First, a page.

Thursday, 25 December 2014

Re-discovering Penang

        Penang has always held a special spot in my heart so when hubby included Penang in our Visit Malaysia 2014 itinerary, my heart leapt with joy. Two gracious hosts, Jason and Alex, also played a part in making this visit a huge success.

         Jason, hubby's cousin, is the right person to take us to good Penang food as he has lived in Penang for more than 10 years. We were introduced to New World Park, a modern food court in Georgetown, bordered by Burmah Road, Hutton Lane and Swatow Lane. According to Jason, the food stalls that used to operate at Swatow Lane have all moved into New World Park, hence you get all the divine street food under one roof. Hubby predictably zeroed in on his favourite prawn mee. I threw caution to the wind and indulged freely by ordering assam laksa, or chien (oyster omelette) and ice cream pancake! The following morning, Jason took us to the Super Tanker Food Court at Lip Sin Garden, Sungai Dua. Upon his recommendation, I tried the tasty fried mi sua. Any guesses for hubby's pick? Bingo! It was prawn mee again!                          
Ice cream, bananas and peanuts on crispy base

Succulent oysters in fried with egg and starchy batter…yum!

        Alex, another photography aficionado, took hubby to Teluk Tempoyak, a quiet Malay fishing village on the southeast tip of Penang island, for sunset shots. Until recently, Teluk Tempoyak was truly off the beaten path and it is in rustic sites like this that a photographer is often rewarded with pictures of great depth.
Bridging the Gap at Teluk Tempoyak

Alex, hard at work at Teluk Tempoyak

Two Friends At Sea

Taking You Out To The Sun

Fruits of my shopping spree
While hubby was engaged in his photography pursuits, I conveniently walked from Eastin Hotel to Queensbay Mall  for some retail therapy.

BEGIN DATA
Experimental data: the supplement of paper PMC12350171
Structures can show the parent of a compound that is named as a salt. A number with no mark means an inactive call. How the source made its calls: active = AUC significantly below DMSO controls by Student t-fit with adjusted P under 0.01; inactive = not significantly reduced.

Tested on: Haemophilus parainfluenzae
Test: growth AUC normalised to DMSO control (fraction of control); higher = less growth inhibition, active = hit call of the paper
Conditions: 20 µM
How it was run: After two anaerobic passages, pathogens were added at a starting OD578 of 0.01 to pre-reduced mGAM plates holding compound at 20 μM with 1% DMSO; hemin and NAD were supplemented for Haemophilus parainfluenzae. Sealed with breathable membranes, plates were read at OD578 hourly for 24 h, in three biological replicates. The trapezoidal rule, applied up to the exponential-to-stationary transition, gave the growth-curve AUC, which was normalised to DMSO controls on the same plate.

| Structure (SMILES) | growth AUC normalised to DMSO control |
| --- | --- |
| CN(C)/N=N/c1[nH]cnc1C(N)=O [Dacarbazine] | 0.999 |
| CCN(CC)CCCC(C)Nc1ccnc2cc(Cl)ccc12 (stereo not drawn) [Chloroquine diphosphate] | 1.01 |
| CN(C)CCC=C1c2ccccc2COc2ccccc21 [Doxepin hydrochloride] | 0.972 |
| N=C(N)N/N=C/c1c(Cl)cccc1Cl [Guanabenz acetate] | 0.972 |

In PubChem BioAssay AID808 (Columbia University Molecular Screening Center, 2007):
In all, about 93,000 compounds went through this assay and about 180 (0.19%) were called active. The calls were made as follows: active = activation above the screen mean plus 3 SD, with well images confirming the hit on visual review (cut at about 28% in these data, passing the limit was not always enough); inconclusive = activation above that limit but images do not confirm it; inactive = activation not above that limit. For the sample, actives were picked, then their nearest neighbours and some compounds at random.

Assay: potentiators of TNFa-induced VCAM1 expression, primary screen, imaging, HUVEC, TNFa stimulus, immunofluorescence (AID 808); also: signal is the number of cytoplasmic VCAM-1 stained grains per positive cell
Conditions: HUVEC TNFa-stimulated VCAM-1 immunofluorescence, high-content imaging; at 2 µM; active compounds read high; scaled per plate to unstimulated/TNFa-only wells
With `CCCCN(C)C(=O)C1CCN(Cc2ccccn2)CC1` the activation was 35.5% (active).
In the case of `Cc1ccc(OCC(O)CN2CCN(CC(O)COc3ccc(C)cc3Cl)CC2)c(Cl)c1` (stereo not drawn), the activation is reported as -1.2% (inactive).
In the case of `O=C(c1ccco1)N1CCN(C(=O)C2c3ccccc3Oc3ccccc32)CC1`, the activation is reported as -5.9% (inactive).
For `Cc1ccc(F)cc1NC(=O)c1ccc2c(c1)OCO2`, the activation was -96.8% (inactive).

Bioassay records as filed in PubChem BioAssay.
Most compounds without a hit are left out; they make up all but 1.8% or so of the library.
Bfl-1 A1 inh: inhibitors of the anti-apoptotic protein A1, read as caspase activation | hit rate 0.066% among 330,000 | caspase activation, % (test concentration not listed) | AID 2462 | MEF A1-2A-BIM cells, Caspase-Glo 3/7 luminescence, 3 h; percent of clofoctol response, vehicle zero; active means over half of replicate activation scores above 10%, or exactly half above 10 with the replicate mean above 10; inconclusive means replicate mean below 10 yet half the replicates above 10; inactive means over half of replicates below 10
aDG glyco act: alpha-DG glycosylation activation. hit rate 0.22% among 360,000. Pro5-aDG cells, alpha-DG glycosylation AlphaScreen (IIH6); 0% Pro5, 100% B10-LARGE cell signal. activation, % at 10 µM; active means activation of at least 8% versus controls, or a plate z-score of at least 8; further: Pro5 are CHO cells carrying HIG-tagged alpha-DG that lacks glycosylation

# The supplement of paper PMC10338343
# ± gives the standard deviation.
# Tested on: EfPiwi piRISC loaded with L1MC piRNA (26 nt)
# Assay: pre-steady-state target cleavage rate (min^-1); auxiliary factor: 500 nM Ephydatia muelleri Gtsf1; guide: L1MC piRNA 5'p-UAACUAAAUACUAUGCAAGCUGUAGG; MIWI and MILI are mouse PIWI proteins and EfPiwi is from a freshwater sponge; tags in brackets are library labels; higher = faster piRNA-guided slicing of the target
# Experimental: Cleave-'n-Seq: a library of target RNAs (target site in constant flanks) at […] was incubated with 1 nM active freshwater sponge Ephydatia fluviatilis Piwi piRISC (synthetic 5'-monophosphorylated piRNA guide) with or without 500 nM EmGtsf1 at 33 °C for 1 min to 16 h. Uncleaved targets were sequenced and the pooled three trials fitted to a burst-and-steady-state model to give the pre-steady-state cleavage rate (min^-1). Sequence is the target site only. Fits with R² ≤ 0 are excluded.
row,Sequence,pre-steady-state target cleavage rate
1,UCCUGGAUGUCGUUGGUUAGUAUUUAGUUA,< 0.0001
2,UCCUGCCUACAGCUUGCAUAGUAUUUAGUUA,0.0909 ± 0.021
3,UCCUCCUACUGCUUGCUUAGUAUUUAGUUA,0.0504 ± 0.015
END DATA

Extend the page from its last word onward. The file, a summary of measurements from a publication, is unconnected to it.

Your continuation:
After they were done, Alex picked me up from the hotel to join his wife and son for dinner at the famous Pak Hussin Tomyam Restaurant in Sungai Ara. It was heart-warming to see Malaysians of all races dining under one roof. Ever the gracious host, Alex extended dessert to more photography opportunities for Derrick. We were taken to a spot under the
Penang Bridge from below
first Penang Bridge, a firm favourite with anglers, photographers, BBQ enthusiasts and dating sweethearts. Braving the infamous Penang traffic crawl, we moved on to Gurney Drive close to midnight. Night owls were everywhere!
Gurney Drive at midnight


        We changed hotels the next day as Derrick wanted somewhere closer to the city centre for different photography sites. With a colleague's recommendation in mind, I chose to stay at Chulia Heritage Hotel,
Ideal location, affordable rates, clean rooms
centrally located in the UNESCO World Heritage Site of Penang. 

Tourists at Chew Jetty
        This new location enabled us to explore the nearby clan jetties. These water villages are over a century old and are each named after a certain clan. We managed to visit three of them ---  Tan Jetty, Lee Jetty and Chew Jetty (which is the one attracting most of the tourists).